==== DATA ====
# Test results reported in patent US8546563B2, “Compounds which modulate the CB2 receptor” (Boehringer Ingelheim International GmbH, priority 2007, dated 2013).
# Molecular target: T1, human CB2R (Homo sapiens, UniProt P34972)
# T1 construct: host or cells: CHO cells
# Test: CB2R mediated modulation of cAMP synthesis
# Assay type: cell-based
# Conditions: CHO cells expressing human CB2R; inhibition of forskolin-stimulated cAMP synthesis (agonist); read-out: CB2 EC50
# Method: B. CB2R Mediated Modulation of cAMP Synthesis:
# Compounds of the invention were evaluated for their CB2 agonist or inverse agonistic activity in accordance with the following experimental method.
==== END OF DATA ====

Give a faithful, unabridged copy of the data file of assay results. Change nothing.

# Test results reported in patent US8546563B2, “Compounds which modulate the CB2 receptor” (Boehringer Ingelheim International GmbH, priority 2007, dated 2013).
# Molecular target: T1, human CB2R (Homo sapiens, UniProt P34972)
# T1 construct: host or cells: CHO cells
# Test: CB2R mediated modulation of cAMP synthesis
# Assay type: cell-based
# Conditions: CHO cells expressing human CB2R; inhibition of forskolin-stimulated cAMP synthesis (agonist); read-out: CB2 EC50
# Method: B. CB2R Mediated Modulation of cAMP Synthesis:
# Compounds of the invention were evaluated for their CB2 agonist or inverse agonistic activity in accordance with the following experimental method.